From the floor, a young mathematician (unidentified) then ridiculed the fields of biology and chemistry for being backward fuddy-duddies with regard to publication and scientific priority. She pointed out that the norm among mathematicians and physicists is that as soon as they produce something reasonable, they put it up on the arXive preprint server. Everyone can then see that you've published it and that you got there first. Peer review, such as it is, happens when you get around to sending your results to the journals. One life scientist from the floor pointed out that genomic research has already fostered a similar culture where researchers make their data public.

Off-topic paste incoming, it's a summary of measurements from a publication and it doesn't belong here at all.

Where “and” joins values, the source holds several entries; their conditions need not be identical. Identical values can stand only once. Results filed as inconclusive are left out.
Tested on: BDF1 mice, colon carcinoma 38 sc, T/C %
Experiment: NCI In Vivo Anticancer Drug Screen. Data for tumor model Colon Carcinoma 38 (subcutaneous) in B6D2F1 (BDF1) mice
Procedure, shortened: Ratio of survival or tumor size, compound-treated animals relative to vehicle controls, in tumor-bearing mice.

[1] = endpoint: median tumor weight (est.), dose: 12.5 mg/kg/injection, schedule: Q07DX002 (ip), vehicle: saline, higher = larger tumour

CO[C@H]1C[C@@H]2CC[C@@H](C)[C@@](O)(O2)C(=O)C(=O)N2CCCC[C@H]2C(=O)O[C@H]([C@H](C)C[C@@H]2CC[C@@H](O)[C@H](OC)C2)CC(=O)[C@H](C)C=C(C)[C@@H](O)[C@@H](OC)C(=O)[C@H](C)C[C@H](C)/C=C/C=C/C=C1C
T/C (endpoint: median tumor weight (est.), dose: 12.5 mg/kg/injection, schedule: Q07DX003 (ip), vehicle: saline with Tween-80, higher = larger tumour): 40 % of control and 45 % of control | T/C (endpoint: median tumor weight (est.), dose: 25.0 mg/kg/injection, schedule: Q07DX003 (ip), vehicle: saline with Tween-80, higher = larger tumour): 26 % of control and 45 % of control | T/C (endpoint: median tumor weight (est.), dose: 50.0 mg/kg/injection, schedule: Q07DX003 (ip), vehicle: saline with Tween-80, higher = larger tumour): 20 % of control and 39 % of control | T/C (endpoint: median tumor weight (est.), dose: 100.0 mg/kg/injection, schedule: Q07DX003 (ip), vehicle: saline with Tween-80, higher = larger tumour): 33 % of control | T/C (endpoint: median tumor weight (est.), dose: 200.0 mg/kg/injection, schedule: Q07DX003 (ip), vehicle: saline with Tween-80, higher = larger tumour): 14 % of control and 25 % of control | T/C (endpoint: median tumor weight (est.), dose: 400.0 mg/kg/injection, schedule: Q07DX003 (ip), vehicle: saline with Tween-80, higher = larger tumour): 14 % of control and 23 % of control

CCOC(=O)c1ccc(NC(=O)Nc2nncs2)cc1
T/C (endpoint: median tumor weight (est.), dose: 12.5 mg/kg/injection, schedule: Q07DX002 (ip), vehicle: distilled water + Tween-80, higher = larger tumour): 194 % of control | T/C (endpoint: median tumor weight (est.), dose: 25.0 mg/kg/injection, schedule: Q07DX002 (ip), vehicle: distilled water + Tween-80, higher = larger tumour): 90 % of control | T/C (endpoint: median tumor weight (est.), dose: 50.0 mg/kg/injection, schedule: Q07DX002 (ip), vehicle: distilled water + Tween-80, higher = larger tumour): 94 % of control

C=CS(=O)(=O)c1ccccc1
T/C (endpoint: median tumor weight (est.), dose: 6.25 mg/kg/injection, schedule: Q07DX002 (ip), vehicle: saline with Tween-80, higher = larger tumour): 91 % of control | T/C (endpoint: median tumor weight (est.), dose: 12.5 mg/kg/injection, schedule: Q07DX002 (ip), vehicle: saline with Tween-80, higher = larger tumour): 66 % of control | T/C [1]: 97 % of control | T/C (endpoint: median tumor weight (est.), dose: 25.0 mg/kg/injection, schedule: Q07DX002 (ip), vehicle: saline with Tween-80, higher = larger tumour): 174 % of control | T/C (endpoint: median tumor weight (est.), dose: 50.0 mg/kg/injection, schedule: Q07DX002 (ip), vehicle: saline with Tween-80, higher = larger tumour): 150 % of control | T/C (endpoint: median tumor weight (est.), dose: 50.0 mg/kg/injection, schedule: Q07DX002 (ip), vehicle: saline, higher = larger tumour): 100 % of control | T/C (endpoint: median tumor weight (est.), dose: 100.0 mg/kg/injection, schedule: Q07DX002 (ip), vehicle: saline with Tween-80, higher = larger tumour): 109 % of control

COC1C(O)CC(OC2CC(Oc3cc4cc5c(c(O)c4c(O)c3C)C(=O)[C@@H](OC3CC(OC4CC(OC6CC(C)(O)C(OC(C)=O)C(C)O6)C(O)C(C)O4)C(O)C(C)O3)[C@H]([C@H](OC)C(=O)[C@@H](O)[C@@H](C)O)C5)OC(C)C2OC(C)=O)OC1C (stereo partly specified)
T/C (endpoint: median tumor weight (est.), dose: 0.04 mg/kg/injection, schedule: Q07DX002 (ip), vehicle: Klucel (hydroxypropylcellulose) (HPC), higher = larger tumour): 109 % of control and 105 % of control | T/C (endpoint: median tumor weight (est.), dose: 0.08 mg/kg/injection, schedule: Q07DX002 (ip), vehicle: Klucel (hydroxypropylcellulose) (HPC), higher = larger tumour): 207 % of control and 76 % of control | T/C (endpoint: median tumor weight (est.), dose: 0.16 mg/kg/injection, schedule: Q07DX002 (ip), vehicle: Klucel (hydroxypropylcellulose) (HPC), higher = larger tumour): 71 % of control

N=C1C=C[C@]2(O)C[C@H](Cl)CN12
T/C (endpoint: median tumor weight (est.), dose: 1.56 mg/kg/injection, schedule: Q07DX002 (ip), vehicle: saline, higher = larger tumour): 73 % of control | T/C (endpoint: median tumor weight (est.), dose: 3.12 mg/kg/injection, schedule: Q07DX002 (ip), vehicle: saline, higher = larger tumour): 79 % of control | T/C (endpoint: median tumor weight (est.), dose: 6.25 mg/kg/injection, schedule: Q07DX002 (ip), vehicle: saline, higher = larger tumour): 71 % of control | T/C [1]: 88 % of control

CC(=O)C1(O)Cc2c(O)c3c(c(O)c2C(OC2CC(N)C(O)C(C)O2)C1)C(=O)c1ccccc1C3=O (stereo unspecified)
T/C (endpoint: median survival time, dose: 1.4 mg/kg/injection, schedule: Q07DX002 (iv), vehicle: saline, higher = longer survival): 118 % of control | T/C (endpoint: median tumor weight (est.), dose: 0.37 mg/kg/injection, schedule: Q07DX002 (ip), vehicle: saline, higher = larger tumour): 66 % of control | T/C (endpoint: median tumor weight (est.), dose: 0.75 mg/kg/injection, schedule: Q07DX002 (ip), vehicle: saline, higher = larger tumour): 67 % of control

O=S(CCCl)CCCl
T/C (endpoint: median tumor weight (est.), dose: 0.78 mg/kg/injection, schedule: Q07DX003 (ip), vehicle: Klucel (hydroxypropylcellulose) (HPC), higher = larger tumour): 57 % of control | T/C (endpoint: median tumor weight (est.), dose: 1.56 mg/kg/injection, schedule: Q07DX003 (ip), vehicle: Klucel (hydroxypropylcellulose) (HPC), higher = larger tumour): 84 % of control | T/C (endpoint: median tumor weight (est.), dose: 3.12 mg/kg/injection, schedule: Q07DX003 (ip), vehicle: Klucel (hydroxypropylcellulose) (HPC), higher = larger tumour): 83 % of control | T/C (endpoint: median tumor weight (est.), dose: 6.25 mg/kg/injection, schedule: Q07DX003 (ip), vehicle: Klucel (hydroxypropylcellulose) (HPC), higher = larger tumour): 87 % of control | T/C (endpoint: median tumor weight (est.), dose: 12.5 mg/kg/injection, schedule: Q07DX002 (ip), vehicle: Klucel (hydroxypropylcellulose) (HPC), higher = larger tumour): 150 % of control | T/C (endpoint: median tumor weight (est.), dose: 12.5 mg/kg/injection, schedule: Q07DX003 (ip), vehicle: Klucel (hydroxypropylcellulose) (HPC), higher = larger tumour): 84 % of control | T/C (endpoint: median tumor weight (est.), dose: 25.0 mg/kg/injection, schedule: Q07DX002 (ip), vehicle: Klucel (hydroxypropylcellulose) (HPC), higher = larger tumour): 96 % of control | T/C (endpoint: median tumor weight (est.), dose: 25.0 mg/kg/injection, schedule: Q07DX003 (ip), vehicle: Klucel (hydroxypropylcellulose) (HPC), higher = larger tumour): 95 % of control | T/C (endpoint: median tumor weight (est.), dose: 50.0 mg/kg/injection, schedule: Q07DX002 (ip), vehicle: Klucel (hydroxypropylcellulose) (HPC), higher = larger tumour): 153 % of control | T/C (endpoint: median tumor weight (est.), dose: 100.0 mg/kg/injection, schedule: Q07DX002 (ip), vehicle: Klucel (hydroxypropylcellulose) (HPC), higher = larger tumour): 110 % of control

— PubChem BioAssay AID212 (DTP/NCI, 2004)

Another issue raised was sharing negative and inconclusive results. Among other things, the failure to publish negative and inconclusive results skews statistical analyses that aim to determine the effectiveness of drugs or the alleged toxicity of chemicals. In addition, making negative or inconclusive results public would considerably speed up scientific research by sparing researchers from traveling down previously explored dead ends. Some panelists noted that several journals have tried this in the past and failed, due in part to the fact that researchers barely have enough time to put together and publish their successful results. Australian National University chemist Cameron Neylon responded that software developments will soon make these excuses untenable because it will be possible to standardize and upload the results of failed experiments onto the Internet where others can find them. Neylon also argued that researchers should want both more positive results and more rubbish published because then someone can build a Google for science. So instead of filtering information on a pre-publication basis, filter it once it's out there.